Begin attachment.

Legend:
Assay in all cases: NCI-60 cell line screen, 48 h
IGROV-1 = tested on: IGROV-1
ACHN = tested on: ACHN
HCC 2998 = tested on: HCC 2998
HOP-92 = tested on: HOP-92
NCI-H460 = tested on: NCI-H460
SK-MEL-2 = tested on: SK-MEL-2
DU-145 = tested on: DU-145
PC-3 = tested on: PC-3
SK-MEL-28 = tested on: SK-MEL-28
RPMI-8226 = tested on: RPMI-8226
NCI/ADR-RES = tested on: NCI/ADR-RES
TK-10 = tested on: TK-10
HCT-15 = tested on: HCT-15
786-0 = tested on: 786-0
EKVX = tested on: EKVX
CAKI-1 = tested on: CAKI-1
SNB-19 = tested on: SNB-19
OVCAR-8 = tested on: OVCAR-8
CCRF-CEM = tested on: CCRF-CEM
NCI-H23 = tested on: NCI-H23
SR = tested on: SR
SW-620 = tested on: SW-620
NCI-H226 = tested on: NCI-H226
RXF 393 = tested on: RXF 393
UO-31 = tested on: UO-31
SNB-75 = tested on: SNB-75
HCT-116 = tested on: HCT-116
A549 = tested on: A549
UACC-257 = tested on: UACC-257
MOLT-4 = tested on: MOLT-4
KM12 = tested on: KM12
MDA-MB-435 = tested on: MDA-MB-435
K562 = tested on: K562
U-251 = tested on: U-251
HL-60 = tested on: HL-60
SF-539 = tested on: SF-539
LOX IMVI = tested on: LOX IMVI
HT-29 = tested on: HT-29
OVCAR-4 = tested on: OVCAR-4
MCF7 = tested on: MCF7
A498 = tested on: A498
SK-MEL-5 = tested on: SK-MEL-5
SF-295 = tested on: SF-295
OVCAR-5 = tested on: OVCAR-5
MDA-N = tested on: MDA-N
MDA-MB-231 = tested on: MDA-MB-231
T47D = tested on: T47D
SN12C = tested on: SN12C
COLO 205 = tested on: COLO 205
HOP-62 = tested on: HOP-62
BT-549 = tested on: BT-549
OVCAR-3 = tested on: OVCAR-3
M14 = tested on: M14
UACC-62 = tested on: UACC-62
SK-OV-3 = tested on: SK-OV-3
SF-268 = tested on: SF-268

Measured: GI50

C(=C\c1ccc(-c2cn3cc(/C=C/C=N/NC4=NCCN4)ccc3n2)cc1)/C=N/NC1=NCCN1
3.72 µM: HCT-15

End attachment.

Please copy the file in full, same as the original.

Legend:
Assay in all cases: NCI-60 cell line screen, 48 h
IGROV-1 = tested on: IGROV-1
ACHN = tested on: ACHN
HCC 2998 = tested on: HCC 2998
HOP-92 = tested on: HOP-92
NCI-H460 = tested on: NCI-H460
SK-MEL-2 = tested on: SK-MEL-2
DU-145 = tested on: DU-145
PC-3 = tested on: PC-3
SK-MEL-28 = tested on: SK-MEL-28
RPMI-8226 = tested on: RPMI-8226
NCI/ADR-RES = tested on: NCI/ADR-RES
TK-10 = tested on: TK-10
HCT-15 = tested on: HCT-15
786-0 = tested on: 786-0
EKVX = tested on: EKVX
CAKI-1 = tested on: CAKI-1
SNB-19 = tested on: SNB-19
OVCAR-8 = tested on: OVCAR-8
CCRF-CEM = tested on: CCRF-CEM
NCI-H23 = tested on: NCI-H23
SR = tested on: SR
SW-620 = tested on: SW-620
NCI-H226 = tested on: NCI-H226
RXF 393 = tested on: RXF 393
UO-31 = tested on: UO-31
SNB-75 = tested on: SNB-75
HCT-116 = tested on: HCT-116
A549 = tested on: A549
UACC-257 = tested on: UACC-257
MOLT-4 = tested on: MOLT-4
KM12 = tested on: KM12
MDA-MB-435 = tested on: MDA-MB-435
K562 = tested on: K562
U-251 = tested on: U-251
HL-60 = tested on: HL-60
SF-539 = tested on: SF-539
LOX IMVI = tested on: LOX IMVI
HT-29 = tested on: HT-29
OVCAR-4 = tested on: OVCAR-4
MCF7 = tested on: MCF7
A498 = tested on: A498
SK-MEL-5 = tested on: SK-MEL-5
SF-295 = tested on: SF-295
OVCAR-5 = tested on: OVCAR-5
MDA-N = tested on: MDA-N
MDA-MB-231 = tested on: MDA-MB-231
T47D = tested on: T47D
SN12C = tested on: SN12C
COLO 205 = tested on: COLO 205
HOP-62 = tested on: HOP-62
BT-549 = tested on: BT-549
OVCAR-3 = tested on: OVCAR-3
M14 = tested on: M14
UACC-62 = tested on: UACC-62
SK-OV-3 = tested on: SK-OV-3
SF-268 = tested on: SF-268

Measured: GI50

C(=C\c1ccc(-c2cn3cc(/C=C/C=N/NC4=NCCN4)ccc3n2)cc1)/C=N/NC1=NCCN1
3.72 µM: HCT-15